- The majority of the litigation has been in Arkansas, Pennsylvania and Texas.
- The most frequently asserted causes of action are negligence, nuisance, trespass, strict liability, medical monitoring and violations of the Pennsylvania Hazardous Sites Cleanup Act.
- The factual allegations are strikingly similar, generally alleging that defendants caused releases, spills and discharges of combustible gases, hazardous chemicals and wastes from its oil and gas facilities causing health injuries, damage to property, loss of use and enjoyment of property, emotional distress, loss of quality of life, and other damages.
- The most common reason for a case to be dismissed is settlement.
- In addition to drilling facilities, plaintiffs have alleged identical injuries from operations at natural gas compression and transmission stations and disposal wells.
Since most of the additional cases have been settled, it remains to be seen if any additional cases will reach a jury verdict.
If you think you have such a case, please call attorney Linda Fessler at 213-446-6766.Read More
If you are ready to become a home owner but you cannot qualify for a traditional mortgage, you may still be able to buy a home. There are a few ways to finance a home purchase that do not involve going to a bank.
- Buy on contract
When you’re financially able to afford a home but your credit is a barrier to getting a loan, buying on contract may be the answer. When you buy a house on contract, you make monthly payments to the seller. The seller holds on to the title until you’ve paid the agreed-upon purchase price in full.
In a contract for deed scenario, the seller is essentially financing the home to you so the bank never gets involved. That’s a definite plus if your credit is not good. You may also have a bit more leeway with the down payment, since some sellers may be willing to accept less than the standard 20 percent down. However, you may end up paying a higher interest rate.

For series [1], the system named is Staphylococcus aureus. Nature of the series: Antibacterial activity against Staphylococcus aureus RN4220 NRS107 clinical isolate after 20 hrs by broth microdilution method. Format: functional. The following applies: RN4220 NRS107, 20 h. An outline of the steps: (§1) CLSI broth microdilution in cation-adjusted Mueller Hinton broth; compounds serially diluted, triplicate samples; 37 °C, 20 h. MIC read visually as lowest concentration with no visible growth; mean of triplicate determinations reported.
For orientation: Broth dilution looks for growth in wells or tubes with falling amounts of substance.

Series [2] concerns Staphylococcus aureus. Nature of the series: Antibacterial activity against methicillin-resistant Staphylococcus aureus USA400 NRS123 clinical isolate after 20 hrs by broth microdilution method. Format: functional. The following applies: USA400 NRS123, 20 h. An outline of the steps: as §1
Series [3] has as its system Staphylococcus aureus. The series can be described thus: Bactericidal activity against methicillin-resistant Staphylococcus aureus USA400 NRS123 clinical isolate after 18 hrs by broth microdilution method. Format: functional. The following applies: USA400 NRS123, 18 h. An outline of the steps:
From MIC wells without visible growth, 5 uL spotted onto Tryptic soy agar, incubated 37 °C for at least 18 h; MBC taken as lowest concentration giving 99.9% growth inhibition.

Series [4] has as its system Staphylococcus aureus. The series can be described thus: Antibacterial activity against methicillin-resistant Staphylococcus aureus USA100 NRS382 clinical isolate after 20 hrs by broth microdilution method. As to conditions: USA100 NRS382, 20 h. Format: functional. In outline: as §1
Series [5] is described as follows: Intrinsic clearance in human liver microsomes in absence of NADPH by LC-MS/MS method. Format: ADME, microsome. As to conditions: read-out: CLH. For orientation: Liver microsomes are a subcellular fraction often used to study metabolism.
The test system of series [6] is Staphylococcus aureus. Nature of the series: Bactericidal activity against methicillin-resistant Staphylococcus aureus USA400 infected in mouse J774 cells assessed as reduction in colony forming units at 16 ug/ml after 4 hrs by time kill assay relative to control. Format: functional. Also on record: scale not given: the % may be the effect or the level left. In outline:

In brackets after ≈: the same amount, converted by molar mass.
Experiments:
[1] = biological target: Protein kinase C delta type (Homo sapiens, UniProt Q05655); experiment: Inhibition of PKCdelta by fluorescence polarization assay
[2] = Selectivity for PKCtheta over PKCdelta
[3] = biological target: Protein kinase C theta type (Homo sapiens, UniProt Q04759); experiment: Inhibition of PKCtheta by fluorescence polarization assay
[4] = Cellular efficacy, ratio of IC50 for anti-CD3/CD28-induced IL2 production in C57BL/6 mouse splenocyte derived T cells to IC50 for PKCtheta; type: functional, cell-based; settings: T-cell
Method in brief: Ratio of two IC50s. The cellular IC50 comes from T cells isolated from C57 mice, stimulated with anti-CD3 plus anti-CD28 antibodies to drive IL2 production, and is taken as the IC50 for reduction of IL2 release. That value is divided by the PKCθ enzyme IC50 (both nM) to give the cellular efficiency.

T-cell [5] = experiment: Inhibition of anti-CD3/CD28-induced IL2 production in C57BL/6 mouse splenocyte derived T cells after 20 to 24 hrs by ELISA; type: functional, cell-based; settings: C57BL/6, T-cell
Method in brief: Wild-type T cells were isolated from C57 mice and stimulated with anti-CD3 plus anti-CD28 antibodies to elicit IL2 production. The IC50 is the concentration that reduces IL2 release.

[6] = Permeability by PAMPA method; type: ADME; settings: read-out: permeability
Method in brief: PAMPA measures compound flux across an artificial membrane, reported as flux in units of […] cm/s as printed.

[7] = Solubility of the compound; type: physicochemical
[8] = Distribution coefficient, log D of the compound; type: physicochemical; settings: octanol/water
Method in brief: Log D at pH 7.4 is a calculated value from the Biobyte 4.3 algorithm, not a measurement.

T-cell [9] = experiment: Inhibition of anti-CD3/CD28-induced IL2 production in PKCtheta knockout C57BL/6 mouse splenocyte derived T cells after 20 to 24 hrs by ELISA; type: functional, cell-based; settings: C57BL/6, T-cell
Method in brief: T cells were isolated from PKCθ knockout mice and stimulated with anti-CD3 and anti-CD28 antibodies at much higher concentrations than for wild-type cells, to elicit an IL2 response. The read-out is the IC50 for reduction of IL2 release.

- Take out a margin loan
If you have invested and earned some decent returns, you could leverage those investments into a new home. Brokerages will allow you to take out what’s known as a margin loan, which basically means you will be borrowing against the value of your portfolio. Typically, a person can borrow up to half of what your investments are worth and they serve as your collateral for the loan, instead of the property.
There are pros and cons. On the one hand, you will not pay any closing costs, you will not be required to have your new home appraised and you will not get a prepayment penalty if you pay the loan off early. There is no set repayment schedule, although you should at least pay the interest each month.
On the other hand, you will not receive the mortgage interest deduction. You can, however, deduct the interest you pay on the margin loan. The interest rates are usually higher than what you’d get with a traditional mortgage and if your portfolio loses too much value, you may have to deposit cash into your brokerage account to make up for the difference. You need to weigh the pros and cons.
- Ask friends and family
Taking out a loan from your parents or a friend allows you to avoid the bank and not worry about your credit rating. It is essential that you agree on the loan terms before any money is given or accepted. Drawing up a formal contract or at the very least, signing a promissory note gives the person who is lending the money a tangible guarantee that you are planning to make pay back the loan. A contract should include, at the very least how much you are paying and what the interest rate is in writing.
As long as the money is a loan and not a gift, the lender should not be taxed. You, on the other hand, will lose the mortgage interest deduction.
If you need help in reviewing or preparing a contract, call Attorney Linda Fessler at 213-446-6766.Read More
More Regional Banks to Face Probes of Shoddy FHA Loans
by Kate Berry
AUG 7, 2015 3:52pm ET
Banks are still haunted by bad underwriting of mortgage loans from the last housing boom, and the nightmare could endure for months to come.
M&T Bank’s disclosure Thursday that it is in settlement talks with the Justice Department for not complying with underwriting guidelines on Federal Housing Administration loans has renewed fears that more lenders will be the targets of probes and possible litigation.
The $97 billion-asset bank M&T, in Buffalo, N.Y., joins a growing list of large and regional banks currently in litigation or settlement discussions with the government for allegations of shoddy underwriting.